Pet owners can now legally walk their dogs in Twin Hills Trails Park in Mt. Lebanon after commissioners unanimously approved an ordinance Monday to allow dogs in the park. The pets had been banned because Twin Hills was never added to the list of municipal parks where dogs were permitted when Mt. Lebanon bought the land at the community's northern border with Scott in 1995.
Residents, many of them dog owners, said they were unaware of the restriction until a sign was placed at the park's entrance earlier this year. Many contacted municipal officials expressing their displeasure, and commissioners agreed to expedite a new ordinance.
Commissioner Kristen Linfante said all dogs taken into the park must be on leashes. "That is something that always has been in our ordinances," she said.
Commissioners also discussed the possibility of establishing a park specifically for dogs in Robb Hollow Park, off Cedar Boulevard near the municipal public works facility. A recent municipal bond issue earmarks some money toward improving Robb Hollow.
Commissioner Kelly Fraasch suggested forming a group of residents, similar to the Friends of Mt. Lebanon Public Library, to maintain a park once it is established.
Mrs. Fraasch has been spearheading efforts to open a dog park, writing on her blog: "This could alleviate any stress on our local parks/parklets, and rather than going to South Park, residents can drive or hopefully walk over to Robb Hollow to take their friendly pooches to the park for a play date. With community input, commissioners would have to look at other dog parks in the area/region/nationally for how various dog parks are run and maintained long-term."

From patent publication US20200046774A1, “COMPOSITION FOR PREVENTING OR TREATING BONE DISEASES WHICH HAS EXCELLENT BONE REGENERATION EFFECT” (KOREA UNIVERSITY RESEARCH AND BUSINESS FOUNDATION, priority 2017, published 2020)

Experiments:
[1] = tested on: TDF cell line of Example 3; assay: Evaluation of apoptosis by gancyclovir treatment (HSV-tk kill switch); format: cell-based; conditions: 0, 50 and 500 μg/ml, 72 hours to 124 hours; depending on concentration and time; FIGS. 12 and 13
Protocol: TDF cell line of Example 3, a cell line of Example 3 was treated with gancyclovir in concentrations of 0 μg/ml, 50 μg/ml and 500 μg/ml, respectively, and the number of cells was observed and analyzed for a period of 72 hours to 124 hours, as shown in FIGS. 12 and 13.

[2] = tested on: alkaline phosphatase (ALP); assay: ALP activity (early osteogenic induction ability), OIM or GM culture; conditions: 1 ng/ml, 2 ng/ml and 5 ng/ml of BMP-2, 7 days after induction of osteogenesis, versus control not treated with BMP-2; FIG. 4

Parkview Drive residents Jude Ernest and Kristen Westbrook attended Monday's meeting to urge commissioners to move along with the process.
"There's nowhere to walk our dogs," Ms. Westbrook said. "We really, really need this for Mt. Lebanon."
Ms. Ernest cited safety concerns.
"We, as dog walkers, are the last thing people look out for," she said about motorists.
The women have started an online petition, "Mt. Lebanon needs a safe dog park," which had drawn about 100 signatures as of earlier this week.
Also on Monday:
• Commissioners discussed a proposed ordinance to establish a residential rental property registration and inspection program.
The measure, which would require inspection of all rental units on a three-year rotation, has drawn criticism from landlords and some tenants, particularly about privacy issues.
Commissioner David Brumfield has suggested paring down the number of items to be included in an inspection to some basic safety considerations for mutual protection of tenants.
"We're protecting you from your neighbor, who otherwise could put you at risk," he said.
Commissioner John Bendel questioned the need for the ordinance as written, recommending commissioners further review the measure.
"It seems a bit heavy, after listening to all the information," Mr. Bendel said.
Solicitor Philip Weis has already revised the ordinance, prompting the need for a second round of public hearings on the matter.
• Commissioners awarded a $1.9 million contract to low bidder Niando Construction Inc. of Penn Hills for reconstruction of the following streets: Catalpa Place, Cypress Way and Elatan, Jefferson, Kurt, Moreland, Northridge, Valleyview and Woodland drives.
Harry Funk, freelance writer: firstname.lastname@example.org.